Connecting the dots with data science

by Ariel Henemann (Ph.D), Intent IQ’s head of Data Science

Identity data on the internet is like a gold mine. The gold is there but you have to work hard to find it, clean it, and purify it in order to make it valuable.

Our job in the data science team at Intent IQ is to make sense of the high throughput data that we get as input every second.

The process starts with data organizing. The data comes from multiple sources each of which has different schemes and conventions. The data goes into our pipeline to unify all our sources into one scheme.

The raw data is then cleaned from extreme outliers and other artifacts. Now it’s ready to move to the fun part.

From deterministic to probabilistic with supervised learning

The available identity data usually contains a subset of deterministic data. This includes all the facts that we know for certain about the data. While this part of the data is highly accurate, one should also use the unknown part of the data to give value with higher impact. This is where our supervised learning comes in. Supervised learning is a set of models and algorithms that are able to learn patterns from a subset of known data and generalize this knowledge over the entire data. When applied correctly, we are able to obtain a very large set of probabilistic data with an accuracy that is very close to one of our deterministic data.

Supervised learning is a very strong tool for the case when we have partially known data. However, in order to harness the full strength of supervised learning to produce value, one must tailor the concept to a specific problem. An out of the box solution can only get you so far. When approaching these types of challenges one must consider many aspects of the data such as the distributions of various segments of the data, specific domain constraints, and many more. One of our main advantages is our vast familiarity with our domain – a strength that one can only acquire with time and experience.

An important factor that strongly affects the ability to receive probabilistic data with very high accuracy is the ratio between the portion of deterministic data to the one of probabilistic data. For this reason we invest much of our resources in maintaining a very large set of deterministic data. Our deterministic data comes from hundreds of millions of events every day while our probabilistic data comes from billions. Understanding the importance of accurate data, we maintain this ratio as our data grows.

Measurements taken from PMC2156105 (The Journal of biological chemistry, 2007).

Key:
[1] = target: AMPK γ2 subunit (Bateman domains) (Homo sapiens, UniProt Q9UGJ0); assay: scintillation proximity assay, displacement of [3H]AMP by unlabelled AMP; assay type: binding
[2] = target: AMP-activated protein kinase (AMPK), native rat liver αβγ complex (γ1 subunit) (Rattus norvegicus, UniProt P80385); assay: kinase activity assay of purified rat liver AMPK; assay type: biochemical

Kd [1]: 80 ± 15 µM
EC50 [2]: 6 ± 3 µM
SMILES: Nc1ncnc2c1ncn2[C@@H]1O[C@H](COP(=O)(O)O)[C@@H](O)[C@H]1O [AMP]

Train/Test validation - measuring the accuracy of our probabilistic data

We want our accuracy to be as high as possible. Validating data accuracy is important for continuous improvement as well as for our customers to know what they are getting.

After verifying that the deterministic part of the data is distributed in a similar manner as the entire data, we can use the train / test method to validate our learning. In this case we only learn from a subset of the deterministic data and we leave a portion of the deterministic data for validation. After applying what we learned on the remaining portion of the data, we can compare our results with the real known data and evaluate our accuracy.

An extra mile with unsupervised learning - organizing the unknown

In some domains, we can add value to our customers without having a known subset of the data. Unsupervised learning discovers similarities and differences in the data without knowing the “correct answers” to part of the data. It gives us the ability to cluster and organize objects based on these similarities and differences. Applying these techniques helps our customers make the right choices when deciding how to allocate their resources.

Learning in an ever-changing environment

The field identity is constantly changing with the development of new technologies on one hand and the introduction of new regulations on the other. As a team that specializes in learning (supervised or not), we believe that in such a dynamic field, we must stay agile and learn new tricks every day while always relying on our profound knowledge of the identity world.

Ariel Henneman is Intent IQ’s head of Data Science deptartmenrt, P.hD in computer science.